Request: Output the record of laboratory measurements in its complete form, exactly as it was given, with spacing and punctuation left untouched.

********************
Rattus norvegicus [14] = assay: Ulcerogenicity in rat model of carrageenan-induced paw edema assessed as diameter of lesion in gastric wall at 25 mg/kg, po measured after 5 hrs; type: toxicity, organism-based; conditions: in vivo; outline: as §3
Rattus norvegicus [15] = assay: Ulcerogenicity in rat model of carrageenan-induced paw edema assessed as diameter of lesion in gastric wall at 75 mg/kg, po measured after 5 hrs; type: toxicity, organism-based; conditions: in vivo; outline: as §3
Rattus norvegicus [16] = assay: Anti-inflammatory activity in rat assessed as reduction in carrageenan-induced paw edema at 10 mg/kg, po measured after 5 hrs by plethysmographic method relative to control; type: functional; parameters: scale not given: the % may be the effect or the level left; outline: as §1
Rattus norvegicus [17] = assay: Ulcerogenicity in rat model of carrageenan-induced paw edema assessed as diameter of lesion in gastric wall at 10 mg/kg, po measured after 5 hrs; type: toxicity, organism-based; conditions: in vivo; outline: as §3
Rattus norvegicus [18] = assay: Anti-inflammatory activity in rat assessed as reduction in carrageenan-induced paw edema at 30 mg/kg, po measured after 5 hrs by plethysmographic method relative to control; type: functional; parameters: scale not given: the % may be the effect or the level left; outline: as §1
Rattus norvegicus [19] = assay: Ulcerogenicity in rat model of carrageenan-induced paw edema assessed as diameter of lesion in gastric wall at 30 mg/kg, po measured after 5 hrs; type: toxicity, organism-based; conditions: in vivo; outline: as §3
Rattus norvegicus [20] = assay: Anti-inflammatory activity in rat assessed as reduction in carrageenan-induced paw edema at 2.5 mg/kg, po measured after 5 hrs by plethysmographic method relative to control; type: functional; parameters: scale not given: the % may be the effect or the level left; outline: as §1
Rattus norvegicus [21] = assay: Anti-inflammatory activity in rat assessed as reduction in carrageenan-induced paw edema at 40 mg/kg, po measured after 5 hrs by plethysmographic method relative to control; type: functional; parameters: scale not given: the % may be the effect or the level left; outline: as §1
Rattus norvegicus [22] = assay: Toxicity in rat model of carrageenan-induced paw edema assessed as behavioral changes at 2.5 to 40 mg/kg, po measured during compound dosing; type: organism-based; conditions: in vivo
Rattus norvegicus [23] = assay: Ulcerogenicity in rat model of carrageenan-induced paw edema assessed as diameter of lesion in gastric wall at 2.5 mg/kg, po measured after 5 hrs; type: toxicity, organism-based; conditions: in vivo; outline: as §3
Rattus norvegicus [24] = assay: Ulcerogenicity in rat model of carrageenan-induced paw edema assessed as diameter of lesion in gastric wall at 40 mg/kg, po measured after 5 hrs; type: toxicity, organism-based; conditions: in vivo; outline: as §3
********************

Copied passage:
Rattus norvegicus [14] = assay: Ulcerogenicity in rat model of carrageenan-induced paw edema assessed as diameter of lesion in gastric wall at 25 mg/kg, po measured after 5 hrs; type: toxicity, organism-based; conditions: in vivo; outline: as §3
Rattus norvegicus [15] = assay: Ulcerogenicity in rat model of carrageenan-induced paw edema assessed as diameter of lesion in gastric wall at 75 mg/kg, po measured after 5 hrs; type: toxicity, organism-based; conditions: in vivo; outline: as §3
Rattus norvegicus [16] = assay: Anti-inflammatory activity in rat assessed as reduction in carrageenan-induced paw edema at 10 mg/kg, po measured after 5 hrs by plethysmographic method relative to control; type: functional; parameters: scale not given: the % may be the effect or the level left; outline: as §1
Rattus norvegicus [17] = assay: Ulcerogenicity in rat model of carrageenan-induced paw edema assessed as diameter of lesion in gastric wall at 10 mg/kg, po measured after 5 hrs; type: toxicity, organism-based; conditions: in vivo; outline: as §3
Rattus norvegicus [18] = assay: Anti-inflammatory activity in rat assessed as reduction in carrageenan-induced paw edema at 30 mg/kg, po measured after 5 hrs by plethysmographic method relative to control; type: functional; parameters: scale not given: the % may be the effect or the level left; outline: as §1
Rattus norvegicus [19] = assay: Ulcerogenicity in rat model of carrageenan-induced paw edema assessed as diameter of lesion in gastric wall at 30 mg/kg, po measured after 5 hrs; type: toxicity, organism-based; conditions: in vivo; outline: as §3
Rattus norvegicus [20] = assay: Anti-inflammatory activity in rat assessed as reduction in carrageenan-induced paw edema at 2.5 mg/kg, po measured after 5 hrs by plethysmographic method relative to control; type: functional; parameters: scale not given: the % may be the effect or the level left; outline: as §1
Rattus norvegicus [21] = assay: Anti-inflammatory activity in rat assessed as reduction in carrageenan-induced paw edema at 40 mg/kg, po measured after 5 hrs by plethysmographic method relative to control; type: functional; parameters: scale not given: the % may be the effect or the level left; outline: as §1
Rattus norvegicus [22] = assay: Toxicity in rat model of carrageenan-induced paw edema assessed as behavioral changes at 2.5 to 40 mg/kg, po measured during compound dosing; type: organism-based; conditions: in vivo
Rattus norvegicus [23] = assay: Ulcerogenicity in rat model of carrageenan-induced paw edema assessed as diameter of lesion in gastric wall at 2.5 mg/kg, po measured after 5 hrs; type: toxicity, organism-based; conditions: in vivo; outline: as §3
Rattus norvegicus [24] = assay: Ulcerogenicity in rat model of carrageenan-induced paw edema assessed as diameter of lesion in gastric wall at 40 mg/kg, po measured after 5 hrs; type: toxicity, organism-based; conditions: in vivo; outline: as §3